From Publishers Weekly
Mountains haven't always been viewed as magnificent tests of bravery or even as scenic vacation spots-only in the last few centuries have Westerners found them worthy of attention. As British writer Macfarlane (the London Review of Books; the Times Literary Supplement) points out, "until well into the 1700s, travelers who had to cross the Alpine passes often chose to be blindfolded," sparing themselves the terrors of the view. His point throughout this strangely compelling volume is that our attitudes toward mountains are very much a cultural product, a rich mix of theological, geological, artistic and social forces. With the development of geological science in the early 1800s, mountains, once viewed as "giant souvenirs of humanity's sinfulness," came to be seen as part of the earth's historical record. Recognized as "the great stone book" of history, mountains opened a window into "deep time," a glimpse of eternity. The thrill of vertigo, the infatuation with the unknown, the Social Darwinist challenge of the survival of the fittest, the march of British imperialism, even advances in cartography-all shaped the social imagination of mountains. As Western adventurers were increasingly lured from the Swiss Alps to the Himalayas, Macfarlane closes his study with the ill-fated Mallory expeditions to Everest, so mythic they almost defy analysis. The book itself is rather like some idiosyncratic, hand-drawn map of terra incognita. But for romantic, mountain-struck readers, Macfarlane's rich thoughts may make snow clouds clear, revealing new peaks and new wonders. B&w illus.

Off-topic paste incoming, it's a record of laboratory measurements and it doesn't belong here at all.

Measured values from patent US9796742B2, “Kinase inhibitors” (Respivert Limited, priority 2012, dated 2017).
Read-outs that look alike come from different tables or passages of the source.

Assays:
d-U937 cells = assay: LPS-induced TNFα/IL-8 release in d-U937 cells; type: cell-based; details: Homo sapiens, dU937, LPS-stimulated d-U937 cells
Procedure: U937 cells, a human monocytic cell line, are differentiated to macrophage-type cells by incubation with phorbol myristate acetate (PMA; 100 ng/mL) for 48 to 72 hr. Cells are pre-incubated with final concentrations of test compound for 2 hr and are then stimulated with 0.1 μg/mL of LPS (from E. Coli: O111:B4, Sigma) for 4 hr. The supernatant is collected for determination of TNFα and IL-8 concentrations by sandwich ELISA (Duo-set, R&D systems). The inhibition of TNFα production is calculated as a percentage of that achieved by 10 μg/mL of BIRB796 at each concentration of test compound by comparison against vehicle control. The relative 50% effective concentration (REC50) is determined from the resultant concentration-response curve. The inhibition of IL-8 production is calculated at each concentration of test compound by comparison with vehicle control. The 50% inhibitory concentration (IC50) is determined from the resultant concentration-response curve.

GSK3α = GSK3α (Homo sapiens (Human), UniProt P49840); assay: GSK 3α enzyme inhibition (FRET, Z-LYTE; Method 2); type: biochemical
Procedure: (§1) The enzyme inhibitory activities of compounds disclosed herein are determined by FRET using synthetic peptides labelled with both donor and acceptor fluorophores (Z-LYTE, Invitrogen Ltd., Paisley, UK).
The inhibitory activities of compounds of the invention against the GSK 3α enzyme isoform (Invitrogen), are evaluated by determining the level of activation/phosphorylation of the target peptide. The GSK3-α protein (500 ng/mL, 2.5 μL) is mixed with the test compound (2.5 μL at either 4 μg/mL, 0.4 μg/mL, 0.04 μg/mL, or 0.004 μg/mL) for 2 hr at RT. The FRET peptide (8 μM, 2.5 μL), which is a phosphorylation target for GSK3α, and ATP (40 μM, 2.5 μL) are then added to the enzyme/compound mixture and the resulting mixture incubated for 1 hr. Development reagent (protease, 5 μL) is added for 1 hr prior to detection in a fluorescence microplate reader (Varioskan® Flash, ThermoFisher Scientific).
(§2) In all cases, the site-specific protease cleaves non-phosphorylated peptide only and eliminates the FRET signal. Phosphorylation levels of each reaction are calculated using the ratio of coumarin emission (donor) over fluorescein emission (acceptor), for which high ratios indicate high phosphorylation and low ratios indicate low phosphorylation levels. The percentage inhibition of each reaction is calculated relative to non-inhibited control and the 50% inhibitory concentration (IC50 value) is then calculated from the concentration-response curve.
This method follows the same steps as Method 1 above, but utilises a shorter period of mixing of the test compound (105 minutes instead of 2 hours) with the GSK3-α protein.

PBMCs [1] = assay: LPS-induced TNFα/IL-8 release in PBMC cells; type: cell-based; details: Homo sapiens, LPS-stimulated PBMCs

Copyright 2003 Reed Business Information, Inc.
“This is the sort of book that restores confidence in the travel genre. Erudite, full of information you did not know you wanted to know, and charged with the author’s singular passion for his subject.”
—Robyn Davidson, author of Tracks
“A compelling meditation on what draws man to risk himself to be on top of empty, dangerous crags, this is an assemblage of dreamers and athletes, the bloody-minded and crazed––all those proud and ultimately helpless protagonists who take on the lofty slopes of the mountains which are Macfarlane’s fascination. He has been up there and come back down through the foothills to offer us his thoughtful and gracious elegy, telling us eloquently the secret of it all, which is that no one can ever truly conquer a mountain.”
—Benedict Allen, editor of The Faber Book of Exploration
“If you have ever wondered why people climb mountains, here is your answer. Part history, part personal observation, this is a fascinating study of our (sometimes fatal) obsession with height. A brilliant book, beautifully written.”
—Fergus Fleming, author of Ninety Degrees North
“What a vertiginously skilled writer! This is a terrific exploration, abundant with sensorial nuance, of our human obsession with stony heights. Despite its apt title and the history of ideas that it expertly narrates, Macfarlane’s book really shows how the Earth’s mountains, cloud-kissed and implacable, steadily resist and refute the successive attempts of the human mind to scale them.”
—David Abram, author of The Spell of the Sensuous